In my life have taken on some big challenges, courses, jobs, teaching, facing difficult decisions, but nothing can compare to walking across Spain on the Camino de Santiago, (oh except doing a 10 day water fast). Walking along hot dusty roads, 6 hours a day, with the same scenery mile after mile, one of the biggest challenges was boredom, followed closely by pain, thirdly annoyance, getting up at the crack of dawn day in and day out seems like any normal way of living, like working five days a week doing a nine to five, though in comparison, most jobs you do get two days off a week, on the Camino I walked everyday for a month, I had only a couple of days out, but then it was a big change in what I did with my time, a change is as good as a break they say.
Dwelling on the daily grind got me down and distracted me from all the great things happening and opportunities that came my way, whilst on the way, if only I could stop complaining enough to be able to focus on them.
I remember walking one day and feeling very bored and disheartened, I asked myself, what was the point and why continue on that seemingly never ending road, I wondered if there was any way to make the most of things on the road, and if I found a way then, perhaps I could also use it when I returned to normal life, after the Camino.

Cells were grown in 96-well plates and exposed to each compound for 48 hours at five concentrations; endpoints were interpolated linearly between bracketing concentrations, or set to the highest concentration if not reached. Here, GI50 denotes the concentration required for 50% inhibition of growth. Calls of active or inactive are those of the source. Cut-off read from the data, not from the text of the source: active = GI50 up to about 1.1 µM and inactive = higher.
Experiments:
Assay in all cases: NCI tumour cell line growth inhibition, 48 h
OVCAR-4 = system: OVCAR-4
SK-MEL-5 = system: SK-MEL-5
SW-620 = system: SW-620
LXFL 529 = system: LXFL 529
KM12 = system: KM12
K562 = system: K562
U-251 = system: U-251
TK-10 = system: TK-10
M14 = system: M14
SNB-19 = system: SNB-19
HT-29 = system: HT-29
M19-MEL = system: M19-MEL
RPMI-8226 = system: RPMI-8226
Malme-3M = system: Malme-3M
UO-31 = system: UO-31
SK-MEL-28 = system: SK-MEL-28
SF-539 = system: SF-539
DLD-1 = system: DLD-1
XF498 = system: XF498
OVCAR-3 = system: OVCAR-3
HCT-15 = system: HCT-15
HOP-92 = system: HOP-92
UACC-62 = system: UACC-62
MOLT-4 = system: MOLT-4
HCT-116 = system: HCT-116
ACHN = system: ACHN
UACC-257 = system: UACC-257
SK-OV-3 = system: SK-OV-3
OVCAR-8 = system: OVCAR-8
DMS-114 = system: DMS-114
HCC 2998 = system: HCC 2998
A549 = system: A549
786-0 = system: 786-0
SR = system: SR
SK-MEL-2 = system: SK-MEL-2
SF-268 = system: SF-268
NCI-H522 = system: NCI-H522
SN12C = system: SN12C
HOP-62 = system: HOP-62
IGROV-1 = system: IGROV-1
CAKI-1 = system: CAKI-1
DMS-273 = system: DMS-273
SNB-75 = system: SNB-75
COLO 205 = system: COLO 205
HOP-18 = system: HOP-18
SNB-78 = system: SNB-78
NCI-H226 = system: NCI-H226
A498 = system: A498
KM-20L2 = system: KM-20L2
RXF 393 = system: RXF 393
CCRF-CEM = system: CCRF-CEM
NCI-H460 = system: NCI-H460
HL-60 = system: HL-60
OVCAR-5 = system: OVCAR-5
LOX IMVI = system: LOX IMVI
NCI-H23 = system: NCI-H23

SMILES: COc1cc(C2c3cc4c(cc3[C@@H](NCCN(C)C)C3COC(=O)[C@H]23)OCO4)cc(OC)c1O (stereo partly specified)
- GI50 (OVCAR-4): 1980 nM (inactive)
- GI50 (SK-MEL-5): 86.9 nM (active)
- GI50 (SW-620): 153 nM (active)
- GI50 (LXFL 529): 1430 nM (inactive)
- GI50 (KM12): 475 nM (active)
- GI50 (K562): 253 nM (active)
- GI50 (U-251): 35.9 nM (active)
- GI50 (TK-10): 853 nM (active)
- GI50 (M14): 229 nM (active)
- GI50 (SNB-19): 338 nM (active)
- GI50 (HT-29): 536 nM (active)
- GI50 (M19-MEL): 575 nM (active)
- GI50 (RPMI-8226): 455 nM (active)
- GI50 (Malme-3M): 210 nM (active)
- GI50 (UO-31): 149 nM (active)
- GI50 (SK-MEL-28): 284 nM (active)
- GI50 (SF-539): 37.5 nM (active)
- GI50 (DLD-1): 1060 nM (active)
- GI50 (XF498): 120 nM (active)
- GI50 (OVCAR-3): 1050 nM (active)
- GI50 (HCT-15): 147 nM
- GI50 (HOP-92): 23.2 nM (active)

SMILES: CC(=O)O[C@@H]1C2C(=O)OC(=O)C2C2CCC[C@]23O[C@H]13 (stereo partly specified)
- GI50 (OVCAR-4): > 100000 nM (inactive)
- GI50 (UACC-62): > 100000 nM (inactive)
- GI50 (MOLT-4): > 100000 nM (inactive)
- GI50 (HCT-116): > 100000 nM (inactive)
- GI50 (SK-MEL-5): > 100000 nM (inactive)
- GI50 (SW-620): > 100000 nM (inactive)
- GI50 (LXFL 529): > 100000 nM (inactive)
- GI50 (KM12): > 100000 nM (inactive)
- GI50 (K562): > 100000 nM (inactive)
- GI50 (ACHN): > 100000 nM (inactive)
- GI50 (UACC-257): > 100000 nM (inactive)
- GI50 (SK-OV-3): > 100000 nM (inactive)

I decided to focus on the nice things around me, that my senses were experienceing, such as the crunch of stones as I walked, the wind brushing around me, the sound of birds and the view, over time I realised that not thinking was allowing me to be peaceful and really experience the moment.
These days I continue to walk the Camino in my daily life, it is often difficult and I regularlh forget to stop and smell the flowers, to experience the wind and many of the other opportunities to be in the moment, but it is always there for me when I need it, and I do everyday.
Thanks for reading, Sam.